One Saturday morning, I find myself in Quiapo with Pastor Rene and Kenneth M. Pastor Rene has asked me to help capture photos of Manila’s street scene as part of his research in his graduate studies.

More than any other district in Manila, Quiapo has resisted change since the end of the Marcos regime. As I stand on Plaza Miranda, a spread out space in front of the Quiapo Church teeming with vendors and passersby, I find it easy to imagine the place as it has been during the martial law era, when it was a hotbed of political activities. This was the Manila where the elite once converged, to see and to be seen.

The modern era saw the emergence of other more progressive areas like Makati’s Central Business District, Taguig’s Bonifacio Global City and even Pasig’s Ortigas Center. And along with it the transfer of prestige. Quiapo nowadays is a shell of its former glory and what were once buildings that housed distinguished establishments are now decrepit structures that hide possibly surreptitious activities inside.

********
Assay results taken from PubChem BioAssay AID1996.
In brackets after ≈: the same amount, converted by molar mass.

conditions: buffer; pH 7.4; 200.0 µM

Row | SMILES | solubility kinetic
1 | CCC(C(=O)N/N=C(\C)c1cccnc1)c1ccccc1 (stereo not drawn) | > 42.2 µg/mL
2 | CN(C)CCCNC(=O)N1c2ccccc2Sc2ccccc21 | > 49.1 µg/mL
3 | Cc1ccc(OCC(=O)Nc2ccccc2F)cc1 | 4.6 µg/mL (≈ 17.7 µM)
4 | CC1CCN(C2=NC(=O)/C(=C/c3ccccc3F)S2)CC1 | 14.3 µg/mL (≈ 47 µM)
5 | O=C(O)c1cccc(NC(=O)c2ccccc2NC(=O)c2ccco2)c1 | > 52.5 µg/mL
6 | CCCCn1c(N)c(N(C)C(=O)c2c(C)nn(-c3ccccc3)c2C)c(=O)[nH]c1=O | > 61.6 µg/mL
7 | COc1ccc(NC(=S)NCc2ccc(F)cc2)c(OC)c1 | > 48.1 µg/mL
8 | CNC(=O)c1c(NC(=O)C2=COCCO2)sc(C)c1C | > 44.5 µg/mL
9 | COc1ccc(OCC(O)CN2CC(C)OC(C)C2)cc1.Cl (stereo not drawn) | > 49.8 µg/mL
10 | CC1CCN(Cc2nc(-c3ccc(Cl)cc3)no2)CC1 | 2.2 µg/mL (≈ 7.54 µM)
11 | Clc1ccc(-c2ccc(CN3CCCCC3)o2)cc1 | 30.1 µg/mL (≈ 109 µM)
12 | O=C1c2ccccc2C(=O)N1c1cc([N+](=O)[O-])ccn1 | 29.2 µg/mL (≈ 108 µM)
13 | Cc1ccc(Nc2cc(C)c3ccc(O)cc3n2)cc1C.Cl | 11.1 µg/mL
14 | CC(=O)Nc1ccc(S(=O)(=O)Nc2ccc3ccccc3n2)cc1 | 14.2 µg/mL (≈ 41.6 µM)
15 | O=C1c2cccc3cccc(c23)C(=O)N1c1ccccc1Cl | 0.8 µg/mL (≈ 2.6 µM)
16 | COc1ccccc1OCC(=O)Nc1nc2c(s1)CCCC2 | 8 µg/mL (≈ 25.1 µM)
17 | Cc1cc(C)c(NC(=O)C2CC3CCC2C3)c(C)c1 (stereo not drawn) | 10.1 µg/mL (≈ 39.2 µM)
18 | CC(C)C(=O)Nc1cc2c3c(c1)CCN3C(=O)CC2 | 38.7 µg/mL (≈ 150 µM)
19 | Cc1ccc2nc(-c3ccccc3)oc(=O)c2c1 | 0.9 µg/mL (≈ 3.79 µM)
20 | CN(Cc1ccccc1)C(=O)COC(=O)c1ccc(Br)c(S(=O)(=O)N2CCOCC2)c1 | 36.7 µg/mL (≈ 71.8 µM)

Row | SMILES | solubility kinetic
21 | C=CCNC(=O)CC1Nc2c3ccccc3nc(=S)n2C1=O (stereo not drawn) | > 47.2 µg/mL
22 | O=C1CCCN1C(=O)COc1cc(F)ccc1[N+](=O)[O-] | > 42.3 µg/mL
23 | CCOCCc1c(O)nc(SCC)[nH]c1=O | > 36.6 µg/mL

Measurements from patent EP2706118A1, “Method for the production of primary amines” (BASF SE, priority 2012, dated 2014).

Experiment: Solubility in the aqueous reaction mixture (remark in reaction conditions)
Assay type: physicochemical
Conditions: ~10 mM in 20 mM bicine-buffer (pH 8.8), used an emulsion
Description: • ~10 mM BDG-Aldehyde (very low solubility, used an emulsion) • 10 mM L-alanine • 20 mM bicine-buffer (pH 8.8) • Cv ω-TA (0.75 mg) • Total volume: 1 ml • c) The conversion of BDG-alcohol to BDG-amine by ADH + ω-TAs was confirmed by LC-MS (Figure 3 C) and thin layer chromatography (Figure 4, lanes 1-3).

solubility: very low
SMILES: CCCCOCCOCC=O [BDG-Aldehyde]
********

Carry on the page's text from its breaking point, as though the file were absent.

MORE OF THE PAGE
As Pastor Rene, Kenneth and I walk the crowded alleys behind the church, we are bombarded with offers of herbal medicines, fake IDs, secondhand books and other whatnots. But we march on until we see Ma Mon Luk. The venerable Chinese eatery still serves its legendary mami and siopao, which have been heaping praises from people like my parents.

When we finish our brunch, we step outside once more to take more of the old downtown of Manila.

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